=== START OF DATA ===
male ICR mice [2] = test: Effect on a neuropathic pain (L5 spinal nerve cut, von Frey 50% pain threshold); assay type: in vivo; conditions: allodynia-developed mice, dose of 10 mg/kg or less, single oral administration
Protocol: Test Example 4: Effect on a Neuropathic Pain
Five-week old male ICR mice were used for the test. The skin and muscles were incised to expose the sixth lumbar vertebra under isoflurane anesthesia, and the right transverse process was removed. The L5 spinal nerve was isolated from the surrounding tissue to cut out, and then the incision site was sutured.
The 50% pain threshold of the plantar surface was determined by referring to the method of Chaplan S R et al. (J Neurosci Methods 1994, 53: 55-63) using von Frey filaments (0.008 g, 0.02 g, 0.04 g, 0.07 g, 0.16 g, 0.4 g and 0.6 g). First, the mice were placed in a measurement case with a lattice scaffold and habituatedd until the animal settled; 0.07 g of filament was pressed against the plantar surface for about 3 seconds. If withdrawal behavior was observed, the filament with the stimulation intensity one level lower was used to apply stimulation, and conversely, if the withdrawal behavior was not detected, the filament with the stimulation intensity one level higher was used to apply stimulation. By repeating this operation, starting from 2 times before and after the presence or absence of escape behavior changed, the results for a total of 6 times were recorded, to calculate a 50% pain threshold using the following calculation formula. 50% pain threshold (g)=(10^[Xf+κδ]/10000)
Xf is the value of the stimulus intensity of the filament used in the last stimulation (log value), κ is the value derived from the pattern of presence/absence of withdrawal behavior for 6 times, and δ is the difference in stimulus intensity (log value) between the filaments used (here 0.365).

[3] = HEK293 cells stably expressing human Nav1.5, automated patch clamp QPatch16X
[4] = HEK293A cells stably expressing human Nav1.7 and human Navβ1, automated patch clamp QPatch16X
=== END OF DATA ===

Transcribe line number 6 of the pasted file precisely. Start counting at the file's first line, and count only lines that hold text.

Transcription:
[3] = HEK293 cells stably expressing human Nav1.5, automated patch clamp QPatch16X